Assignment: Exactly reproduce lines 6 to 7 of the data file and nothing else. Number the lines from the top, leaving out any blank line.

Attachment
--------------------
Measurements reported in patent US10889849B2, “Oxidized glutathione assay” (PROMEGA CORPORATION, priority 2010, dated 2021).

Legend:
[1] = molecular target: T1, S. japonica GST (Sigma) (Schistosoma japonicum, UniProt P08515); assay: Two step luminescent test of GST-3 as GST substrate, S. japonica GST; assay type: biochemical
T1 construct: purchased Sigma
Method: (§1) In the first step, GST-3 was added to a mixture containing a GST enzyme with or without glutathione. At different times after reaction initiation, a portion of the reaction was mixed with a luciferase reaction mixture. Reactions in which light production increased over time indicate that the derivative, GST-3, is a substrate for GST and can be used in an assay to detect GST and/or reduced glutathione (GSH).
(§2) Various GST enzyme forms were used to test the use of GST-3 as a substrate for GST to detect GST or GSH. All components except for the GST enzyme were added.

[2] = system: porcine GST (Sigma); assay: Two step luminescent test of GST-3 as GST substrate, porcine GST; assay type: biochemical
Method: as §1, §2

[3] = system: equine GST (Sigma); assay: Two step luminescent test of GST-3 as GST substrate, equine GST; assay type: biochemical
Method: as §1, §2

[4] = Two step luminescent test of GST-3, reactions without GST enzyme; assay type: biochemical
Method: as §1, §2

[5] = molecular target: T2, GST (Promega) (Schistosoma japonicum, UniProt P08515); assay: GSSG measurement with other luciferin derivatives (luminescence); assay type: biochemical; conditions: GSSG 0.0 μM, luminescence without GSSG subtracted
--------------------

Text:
(§2) Various GST enzyme forms were used to test the use of GST-3 as a substrate for GST to detect GST or GSH. All components except for the GST enzyme were added.

[2] = system: porcine GST (Sigma); assay: Two step luminescent test of GST-3 as GST substrate, porcine GST; assay type: biochemical